December 23, 2013
Appalling spalling revisited

Appalling spalling revisited


Appalling Spalling, an article I wrote in the January 2013 issue of Landscape Trades, addressed the issue of spalling brick veneers on homes caused by improperly installed raised patios, garden walls, and paver overlays on concrete steps and porches. The article certainly drew some attention. I personally got several emails and calls from homeowners who read the article online, had been affected by the issue in one form or other, and were looking for answers.

Calls and emails came from near and far. It certainly cemented in my mind the pervasiveness of the problem — it truly is widespread, and affects many homeowners. Before I get into how the industry is dealing with the matter, and for those of you who missed the original article, perhaps a quick review is in order.

Recap of the problem
Who knows where it got started, but overlaying concrete porches and steps with pavers has been a growing trend over the last half-dozen years or so. It became so popular, in fact, that suppliers responded by manufacturing thinner pavers designed specifically for overlays. These thinner, lighter pavers were easier to work with and could even accommodate homes where the door soleplate or sill was too close to the concrete porch or step for an overlay with traditional pavers. Before long these overlay pavers were featured in supplier catalogues, and contractors everywhere were picking up on the trend. More and more homeowners were offered a perfect solution to the drab, industrial-looking concrete steps and porches that all too often mar the front of beautiful homes.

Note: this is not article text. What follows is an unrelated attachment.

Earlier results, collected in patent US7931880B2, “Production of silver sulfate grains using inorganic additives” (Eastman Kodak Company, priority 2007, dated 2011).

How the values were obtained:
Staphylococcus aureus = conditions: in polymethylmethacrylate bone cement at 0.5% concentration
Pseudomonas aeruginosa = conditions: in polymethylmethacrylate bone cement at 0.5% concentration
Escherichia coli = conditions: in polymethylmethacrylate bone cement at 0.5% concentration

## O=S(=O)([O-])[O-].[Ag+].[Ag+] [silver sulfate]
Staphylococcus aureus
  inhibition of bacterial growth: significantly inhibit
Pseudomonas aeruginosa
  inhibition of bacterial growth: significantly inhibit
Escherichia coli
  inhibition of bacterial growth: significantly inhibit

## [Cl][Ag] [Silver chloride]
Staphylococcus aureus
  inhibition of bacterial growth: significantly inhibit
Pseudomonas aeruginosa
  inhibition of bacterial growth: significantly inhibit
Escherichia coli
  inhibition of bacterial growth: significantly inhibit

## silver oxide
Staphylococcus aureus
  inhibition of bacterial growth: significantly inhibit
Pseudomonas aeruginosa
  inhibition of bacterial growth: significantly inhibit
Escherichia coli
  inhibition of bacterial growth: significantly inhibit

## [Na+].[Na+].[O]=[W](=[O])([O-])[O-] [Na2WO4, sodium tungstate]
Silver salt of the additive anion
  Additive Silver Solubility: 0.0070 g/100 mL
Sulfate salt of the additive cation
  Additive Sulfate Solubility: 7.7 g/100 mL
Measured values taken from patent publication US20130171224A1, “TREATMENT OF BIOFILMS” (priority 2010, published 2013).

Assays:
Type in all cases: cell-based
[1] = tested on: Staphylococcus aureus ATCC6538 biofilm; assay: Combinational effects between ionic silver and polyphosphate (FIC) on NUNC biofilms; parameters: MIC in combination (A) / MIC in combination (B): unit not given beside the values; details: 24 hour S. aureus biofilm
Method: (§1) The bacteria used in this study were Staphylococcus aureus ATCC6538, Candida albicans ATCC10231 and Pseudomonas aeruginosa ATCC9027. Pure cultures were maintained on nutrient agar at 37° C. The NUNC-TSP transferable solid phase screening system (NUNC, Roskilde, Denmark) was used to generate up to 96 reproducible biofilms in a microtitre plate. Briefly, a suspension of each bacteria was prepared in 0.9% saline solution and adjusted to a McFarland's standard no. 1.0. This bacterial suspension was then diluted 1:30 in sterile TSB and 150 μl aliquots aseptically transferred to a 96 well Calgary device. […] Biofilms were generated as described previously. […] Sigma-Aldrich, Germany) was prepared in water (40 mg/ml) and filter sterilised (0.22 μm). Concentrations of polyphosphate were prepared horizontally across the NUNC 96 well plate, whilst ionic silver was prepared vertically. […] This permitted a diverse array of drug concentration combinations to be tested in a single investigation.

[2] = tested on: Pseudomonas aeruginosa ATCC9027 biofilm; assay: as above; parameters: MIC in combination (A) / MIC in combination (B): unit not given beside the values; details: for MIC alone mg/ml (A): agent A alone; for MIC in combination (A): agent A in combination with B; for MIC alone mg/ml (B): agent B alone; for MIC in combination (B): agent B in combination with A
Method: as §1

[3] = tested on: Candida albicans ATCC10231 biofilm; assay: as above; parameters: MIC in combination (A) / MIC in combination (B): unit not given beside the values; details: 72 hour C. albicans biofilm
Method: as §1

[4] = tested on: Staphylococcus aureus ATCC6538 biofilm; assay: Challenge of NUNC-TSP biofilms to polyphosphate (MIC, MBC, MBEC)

During the winter, moisture trapped in brick veneers will expand and contract with freeze and
thaw cycles. This trapped moisture will eventually weaken the brick and cause the faces to
break off - or spall.
Unfortunately, the problem with overlays is, contractors are using the system on homes that really weren’t designed to accept paver overlays. Many homes are built where the bottom row of brick veneers start at grade with the poured concrete step or porch. When contractors overlay these porches and steps, they are actually covering the bottom row of bricks, and weep holes, on the house.

Not only is covering weep holes on brick veneers contravening building code, it actually traps moisture at the base and behind the brick-veneered wall when it rains. Trapped moisture wicks up the brick wall, sometimes several feet high, and on hot summer days when the sun beats down and dries the brick, efflorescence is left behind. Although efflorescence in and of itself can be benign, and is often present in newly-manufactured concrete products, constantly reoccurring efflorescence from trapped moisture is often a sign of something more serious — something that could eventually affect the structural integrity of a home.